In FIG. 8B, first liquid-cooled cold rail 800 is illustrated in greater detail at the one end of the sockets 730 of the first array 722 of electronics cards 720. As noted above, each cold rail is a thermally conductive structure with at least one coolant-carrying channel extending therein. In this example, the coolant-carrying channel is a flattened tube 801 that is vertically-oriented within the cold rail and offset from holes 830. As shown, first liquid-cooled cold rail 800 is sized (in this example) to fit between sockets 730, and one or more fan sockets 805. In addition, the cold rail may be selectively recessed at its bottom surface and/or one or more side surfaces to clear any interfering components, such as capacitors or chips, on the printed circuit board. The flattened tube 801 extending through the thermally conductive structure of the cold rail may comprise (as one example) a flattened ⅛ inch pipe, which may be routed above any intrusive elements on the board. In the example illustrated, quick disconnects 802 are shown provided at the ends of flattened tube 801.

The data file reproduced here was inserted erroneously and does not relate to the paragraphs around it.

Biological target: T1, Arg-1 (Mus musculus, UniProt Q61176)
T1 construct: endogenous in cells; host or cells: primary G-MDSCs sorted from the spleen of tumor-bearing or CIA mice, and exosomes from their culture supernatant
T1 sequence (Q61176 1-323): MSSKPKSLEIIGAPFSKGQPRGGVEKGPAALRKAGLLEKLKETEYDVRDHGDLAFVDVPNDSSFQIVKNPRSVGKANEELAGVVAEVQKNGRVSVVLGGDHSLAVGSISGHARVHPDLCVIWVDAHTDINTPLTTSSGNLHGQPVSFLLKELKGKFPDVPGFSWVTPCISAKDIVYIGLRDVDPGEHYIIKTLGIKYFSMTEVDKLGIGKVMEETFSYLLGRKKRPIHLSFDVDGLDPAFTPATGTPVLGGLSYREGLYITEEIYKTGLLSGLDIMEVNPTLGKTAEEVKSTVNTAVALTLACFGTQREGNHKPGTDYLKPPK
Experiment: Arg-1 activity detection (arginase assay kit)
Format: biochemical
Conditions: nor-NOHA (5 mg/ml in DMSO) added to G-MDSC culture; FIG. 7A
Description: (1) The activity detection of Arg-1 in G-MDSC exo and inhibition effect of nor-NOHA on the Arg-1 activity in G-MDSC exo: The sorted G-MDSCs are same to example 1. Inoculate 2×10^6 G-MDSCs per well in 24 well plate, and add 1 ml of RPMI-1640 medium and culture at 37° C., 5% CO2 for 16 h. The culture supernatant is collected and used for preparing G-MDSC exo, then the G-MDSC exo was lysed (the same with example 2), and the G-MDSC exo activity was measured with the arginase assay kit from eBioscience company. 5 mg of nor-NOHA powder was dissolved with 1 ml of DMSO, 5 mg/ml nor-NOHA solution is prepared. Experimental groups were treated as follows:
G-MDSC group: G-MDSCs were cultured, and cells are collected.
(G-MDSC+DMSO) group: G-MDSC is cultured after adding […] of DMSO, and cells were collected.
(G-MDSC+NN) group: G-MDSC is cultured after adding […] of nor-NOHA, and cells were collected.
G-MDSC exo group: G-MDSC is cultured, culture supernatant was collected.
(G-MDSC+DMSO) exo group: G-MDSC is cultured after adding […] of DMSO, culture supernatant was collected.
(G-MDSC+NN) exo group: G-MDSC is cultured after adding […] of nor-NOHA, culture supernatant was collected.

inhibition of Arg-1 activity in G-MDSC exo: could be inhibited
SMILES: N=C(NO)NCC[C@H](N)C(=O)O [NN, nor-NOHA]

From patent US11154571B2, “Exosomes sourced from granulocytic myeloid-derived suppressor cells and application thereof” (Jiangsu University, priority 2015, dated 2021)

In FIG. 8C, second liquid-cooled cold rail 810 is illustrated in greater detail. This cold rail is configured and sized to fit between the two arrays 722, 723 of electronics cards. Two rows of holes 830 are provided within second liquid-cooled cold rail 810 to facilitate coupling of thermal spreaders from the different arrays to the cold rail. In order to clear the holes in the cold rail, a vertically-oriented, flattened pipe 811 passing through cold rail 810 is positioned within a slot 813 cut in the middle of the cold rail, for example, from the lower surface of the cold rail into the thermally conductive structure. By way of example, flattened tube 811 may be a flattened ⅛ inch pipe. Quick disconnect couplings 812 may also be provided for connecting flattened tube 811 in fluid communication with other coolant-carrying tubes, such as the bridging tubes described above in connection with FIG. 6.